Many women NOW spoke to said they feel somewhat uncomfortable when discussing the topic of menstruation.

A shy interviewee who preferred to stay anonymous told NOW that she was embarrassed to talk about her period during her early teenage years because everyone had used the terms “dirty and gross” to describe it. It made her feel ashamed.

“On top of that, whenever one of my friends had their period at school, they would hide their pads and tampons and go to the bathroom,” she said, “It was a very discreet practice. I think we all learn to behave like that.”

Menstrual education in health classes is hardly taken seriously in Lebanese schools, Farhat explained. She said her own childhood experience in health and hygiene class was a letdown. Teachers cover only the very basics or avoid the subject altogether.

“This is scary,” she said. “Not knowing how the human body works is unthinkable but true for so many of us.”

Hayat Mirshad, co-founder of Fe-male and head of the Lebanese Women Democratic Gathering, explained that the root cause is that both boys and girls are taught that period is a “girls’ problem”.

“It is a recurring theme that women are pulled aside to learn about menstruation, often leaving men entirely naïve of the topic.”

According to Merchad, this, along with other social, cultural, and religious factors, contribute to the fact that menstruation is widely considered taboo across Lebanese and other societies.

Mira Matar, an activist who campaigns against period poverty agrees.

“Many women feel or they are accustomed to feeling as though their period is something to be whispered about and endured quietly with no discussion, especially with male peers and male family members,” Matar told NOW.

“Menstruators should raise their voices about what it is like to need to miss out on school or work because of their periods and why more awareness would improve their well-being.”

Relying on charity is not enough

Line Tabet Masri and Rana Haddad founded Dawrati at the beginning of 2020 to help girls and women, mostly from marginalized and refugee communities, get access to menstrual hygiene products and become more familiar with their periods through awareness sessions.

But they rely exclusively on donations to sustain the organization.

“The lack of concern around the subject under the weight of the pandemic and the economic crisis probed us to create Dawrati,” Masri told NOW.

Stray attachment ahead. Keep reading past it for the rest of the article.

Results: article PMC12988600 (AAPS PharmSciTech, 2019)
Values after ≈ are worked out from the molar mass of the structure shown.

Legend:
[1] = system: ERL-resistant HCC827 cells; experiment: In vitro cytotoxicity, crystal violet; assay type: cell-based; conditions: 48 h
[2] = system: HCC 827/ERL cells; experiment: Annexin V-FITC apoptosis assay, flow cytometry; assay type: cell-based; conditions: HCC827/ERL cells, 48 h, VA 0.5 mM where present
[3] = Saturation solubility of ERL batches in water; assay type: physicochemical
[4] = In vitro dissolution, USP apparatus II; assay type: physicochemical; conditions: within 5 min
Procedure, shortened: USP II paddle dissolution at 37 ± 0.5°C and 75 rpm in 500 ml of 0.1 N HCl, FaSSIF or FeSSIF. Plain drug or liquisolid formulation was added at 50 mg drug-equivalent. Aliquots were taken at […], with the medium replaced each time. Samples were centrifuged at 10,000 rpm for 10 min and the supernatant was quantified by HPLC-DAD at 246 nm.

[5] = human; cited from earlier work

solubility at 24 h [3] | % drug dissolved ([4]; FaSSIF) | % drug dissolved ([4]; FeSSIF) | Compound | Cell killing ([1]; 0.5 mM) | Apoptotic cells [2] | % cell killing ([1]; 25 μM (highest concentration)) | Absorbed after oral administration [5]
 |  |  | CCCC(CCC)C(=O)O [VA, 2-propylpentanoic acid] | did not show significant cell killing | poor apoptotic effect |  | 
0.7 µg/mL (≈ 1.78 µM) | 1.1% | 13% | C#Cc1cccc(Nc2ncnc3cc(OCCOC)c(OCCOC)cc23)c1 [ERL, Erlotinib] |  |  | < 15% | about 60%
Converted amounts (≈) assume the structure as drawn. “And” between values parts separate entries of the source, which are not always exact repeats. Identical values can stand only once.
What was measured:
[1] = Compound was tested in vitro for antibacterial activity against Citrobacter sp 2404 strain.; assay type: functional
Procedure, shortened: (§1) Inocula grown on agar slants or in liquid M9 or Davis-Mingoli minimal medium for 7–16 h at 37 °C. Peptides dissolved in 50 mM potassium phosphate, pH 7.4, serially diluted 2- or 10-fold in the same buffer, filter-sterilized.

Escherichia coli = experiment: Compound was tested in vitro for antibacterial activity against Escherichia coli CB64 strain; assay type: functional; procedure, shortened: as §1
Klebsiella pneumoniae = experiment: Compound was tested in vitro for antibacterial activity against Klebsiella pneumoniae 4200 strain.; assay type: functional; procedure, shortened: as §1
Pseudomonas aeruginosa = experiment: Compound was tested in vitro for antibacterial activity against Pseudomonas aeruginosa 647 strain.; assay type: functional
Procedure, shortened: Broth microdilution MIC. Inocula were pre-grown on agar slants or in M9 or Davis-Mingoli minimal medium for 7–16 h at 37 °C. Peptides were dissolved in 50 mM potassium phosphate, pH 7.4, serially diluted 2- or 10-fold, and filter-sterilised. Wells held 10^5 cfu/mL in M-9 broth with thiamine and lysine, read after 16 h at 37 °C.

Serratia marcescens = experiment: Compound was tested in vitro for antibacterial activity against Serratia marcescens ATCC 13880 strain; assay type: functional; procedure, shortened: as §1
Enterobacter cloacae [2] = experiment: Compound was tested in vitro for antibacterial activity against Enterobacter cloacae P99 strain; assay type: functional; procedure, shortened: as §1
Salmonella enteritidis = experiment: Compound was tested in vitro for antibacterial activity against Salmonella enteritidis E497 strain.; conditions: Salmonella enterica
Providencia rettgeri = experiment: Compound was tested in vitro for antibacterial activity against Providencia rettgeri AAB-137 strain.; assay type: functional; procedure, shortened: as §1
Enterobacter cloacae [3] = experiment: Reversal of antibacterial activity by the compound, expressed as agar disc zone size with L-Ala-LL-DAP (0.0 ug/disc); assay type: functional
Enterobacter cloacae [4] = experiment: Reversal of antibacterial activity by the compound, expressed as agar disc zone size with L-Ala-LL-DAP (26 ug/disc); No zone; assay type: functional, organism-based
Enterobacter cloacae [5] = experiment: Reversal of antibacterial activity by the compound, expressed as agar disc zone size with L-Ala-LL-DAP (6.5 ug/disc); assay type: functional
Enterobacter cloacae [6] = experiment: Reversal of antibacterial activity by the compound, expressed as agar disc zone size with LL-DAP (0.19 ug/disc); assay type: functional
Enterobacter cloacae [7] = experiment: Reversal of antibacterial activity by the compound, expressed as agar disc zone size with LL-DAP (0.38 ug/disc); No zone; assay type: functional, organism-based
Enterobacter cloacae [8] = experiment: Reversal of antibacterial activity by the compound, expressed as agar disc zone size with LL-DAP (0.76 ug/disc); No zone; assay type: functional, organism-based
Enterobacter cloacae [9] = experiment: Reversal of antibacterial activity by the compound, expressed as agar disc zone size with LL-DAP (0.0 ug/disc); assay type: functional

“But while distributing period products is the first step to addressing period poverty, the stigma, taboos and myths surrounding menstruation and period products should also be addressed,” Masri explained.

Fe-Male, another women’s rights organization in Lebanon, organized two pad distribution events after the August 4 explosion. Volunteers went from door to door and gave out more than 430 hygiene and protection kits in Karantina-Beirut.

Activists behind such initiatives agreed that providing a box of pads and tampons is not enough to tackle the ‘toxic trio’ of period poverty: shame, economic inequality, and lack of education.

“The need grows every day, but we are not a long-term solution to period poverty. We should not, as a society, be relying on voluntary initiatives like ours and the kindness of strangers to deliver this support in schools,” Mirshad added.

She said that training sessions need to be delivered in flexible, creative ways within this context. The workshops can also highlight these products and how to access affordable options, as they are often seen as too expensive, hard to find, or difficult to use..

A long fight against shame

Nour, the highschool student who chooses to stay home during her period, believes that this is far better than facing the humiliation of being among her schoolmates without anything to control her menstrual flow. She too relies on charity.

“Sometimes my teacher buys me pads, and this makes me happy because it allows me to go to school freely,” she says. “When I was 15, I used to share used pads with my classmates before our teacher warned against it because it is unhygienic.”

For some activists, the first step would be for the Lebanese government to acknowledge that women need care and come up with the proper policies to address those needs, the way they address the need for razors as a male hygiene product.

“Why is our government not like other respectful countries [towards women]? The government should consider a policy to make them pads affordable for everyone,” Nour told NOW.

But the perpetuating stigma surrounding menstruation, the culture of shame and the lack of proper sexual and health education, all contribute to a culture of ignorance around period poverty, and a lack of government concern for the issue. Activists and educators alike have long years of work ahead to change mentalities as well as legislation. .

“Aside from addressing accessibility, we need to continue to push for the normalization of discussing periods,” activist Mirshad told NOW. “This will require more than legislation to abolish.”

Tala Ramadan is a multimedia journalist and head of social media at @NOW_leb. She tweets @TalaRamadan.